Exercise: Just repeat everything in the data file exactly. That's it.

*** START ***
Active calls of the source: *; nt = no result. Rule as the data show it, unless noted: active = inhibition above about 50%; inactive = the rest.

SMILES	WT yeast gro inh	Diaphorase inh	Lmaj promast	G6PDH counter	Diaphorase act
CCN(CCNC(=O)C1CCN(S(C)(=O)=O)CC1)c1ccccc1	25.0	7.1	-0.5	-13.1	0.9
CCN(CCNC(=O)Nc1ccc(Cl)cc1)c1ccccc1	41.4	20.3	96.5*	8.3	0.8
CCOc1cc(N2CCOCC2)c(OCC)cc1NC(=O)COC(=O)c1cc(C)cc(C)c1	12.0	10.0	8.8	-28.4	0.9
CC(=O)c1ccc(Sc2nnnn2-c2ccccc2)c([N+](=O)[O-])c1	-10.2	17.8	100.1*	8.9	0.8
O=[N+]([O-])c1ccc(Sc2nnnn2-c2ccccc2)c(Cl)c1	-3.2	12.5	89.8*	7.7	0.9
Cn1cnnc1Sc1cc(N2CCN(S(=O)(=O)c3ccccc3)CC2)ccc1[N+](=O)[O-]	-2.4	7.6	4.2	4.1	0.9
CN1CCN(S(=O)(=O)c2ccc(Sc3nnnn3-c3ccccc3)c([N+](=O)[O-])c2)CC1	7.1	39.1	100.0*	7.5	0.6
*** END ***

Active calls of the source: *; nt = no result. Rule as the data show it, unless noted: active = inhibition above about 50%; inactive = the rest.

SMILES	WT yeast gro inh	Diaphorase inh	Lmaj promast	G6PDH counter	Diaphorase act
CCN(CCNC(=O)C1CCN(S(C)(=O)=O)CC1)c1ccccc1	25.0	7.1	-0.5	-13.1	0.9
CCN(CCNC(=O)Nc1ccc(Cl)cc1)c1ccccc1	41.4	20.3	96.5*	8.3	0.8
CCOc1cc(N2CCOCC2)c(OCC)cc1NC(=O)COC(=O)c1cc(C)cc(C)c1	12.0	10.0	8.8	-28.4	0.9
CC(=O)c1ccc(Sc2nnnn2-c2ccccc2)c([N+](=O)[O-])c1	-10.2	17.8	100.1*	8.9	0.8
O=[N+]([O-])c1ccc(Sc2nnnn2-c2ccccc2)c(Cl)c1	-3.2	12.5	89.8*	7.7	0.9
Cn1cnnc1Sc1cc(N2CCN(S(=O)(=O)c3ccccc3)CC2)ccc1[N+](=O)[O-]	-2.4	7.6	4.2	4.1	0.9
CN1CCN(S(=O)(=O)c2ccc(Sc3nnnn3-c3ccccc3)c([N+](=O)[O-])c2)CC1	7.1	39.1	100.0*	7.5	0.6